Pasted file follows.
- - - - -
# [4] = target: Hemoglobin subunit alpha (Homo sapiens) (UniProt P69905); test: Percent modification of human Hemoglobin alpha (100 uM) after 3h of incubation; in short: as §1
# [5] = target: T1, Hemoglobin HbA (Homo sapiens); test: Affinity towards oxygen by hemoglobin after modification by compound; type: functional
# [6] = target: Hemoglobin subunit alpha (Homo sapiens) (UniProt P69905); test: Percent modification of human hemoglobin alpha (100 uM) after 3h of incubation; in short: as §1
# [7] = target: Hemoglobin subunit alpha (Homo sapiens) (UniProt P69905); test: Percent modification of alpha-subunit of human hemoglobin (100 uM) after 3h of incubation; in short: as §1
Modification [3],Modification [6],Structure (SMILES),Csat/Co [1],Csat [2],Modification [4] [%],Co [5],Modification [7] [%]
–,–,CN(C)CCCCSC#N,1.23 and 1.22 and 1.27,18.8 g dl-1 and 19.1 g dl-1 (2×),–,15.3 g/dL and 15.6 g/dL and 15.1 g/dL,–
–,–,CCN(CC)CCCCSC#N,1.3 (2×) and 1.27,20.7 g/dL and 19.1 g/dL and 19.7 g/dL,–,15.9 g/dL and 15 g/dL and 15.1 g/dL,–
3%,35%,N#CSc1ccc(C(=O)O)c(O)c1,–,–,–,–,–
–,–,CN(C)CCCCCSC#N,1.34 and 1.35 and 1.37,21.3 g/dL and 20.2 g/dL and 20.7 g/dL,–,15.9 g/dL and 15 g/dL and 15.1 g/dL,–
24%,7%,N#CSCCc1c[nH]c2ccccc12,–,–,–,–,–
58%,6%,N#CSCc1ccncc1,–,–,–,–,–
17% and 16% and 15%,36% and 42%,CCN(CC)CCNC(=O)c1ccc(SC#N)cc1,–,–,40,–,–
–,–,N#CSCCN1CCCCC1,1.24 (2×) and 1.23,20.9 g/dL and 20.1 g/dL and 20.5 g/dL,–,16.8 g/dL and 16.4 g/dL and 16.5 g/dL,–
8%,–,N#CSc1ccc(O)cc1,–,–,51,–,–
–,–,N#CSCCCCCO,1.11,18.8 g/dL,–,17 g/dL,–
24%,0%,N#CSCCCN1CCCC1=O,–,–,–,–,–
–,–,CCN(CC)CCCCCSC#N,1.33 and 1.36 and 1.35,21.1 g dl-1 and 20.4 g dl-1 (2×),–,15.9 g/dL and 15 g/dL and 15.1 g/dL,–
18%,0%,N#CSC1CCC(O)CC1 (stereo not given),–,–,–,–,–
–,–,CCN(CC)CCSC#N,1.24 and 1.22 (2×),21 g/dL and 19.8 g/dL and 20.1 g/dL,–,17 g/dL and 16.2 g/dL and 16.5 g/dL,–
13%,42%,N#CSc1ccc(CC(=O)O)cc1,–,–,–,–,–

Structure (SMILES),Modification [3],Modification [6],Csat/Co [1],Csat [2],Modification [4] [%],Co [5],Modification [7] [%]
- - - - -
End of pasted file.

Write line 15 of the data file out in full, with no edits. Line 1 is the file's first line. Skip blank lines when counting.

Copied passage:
–,–,N#CSCCCCCO,1.11,18.8 g/dL,–,17 g/dL,–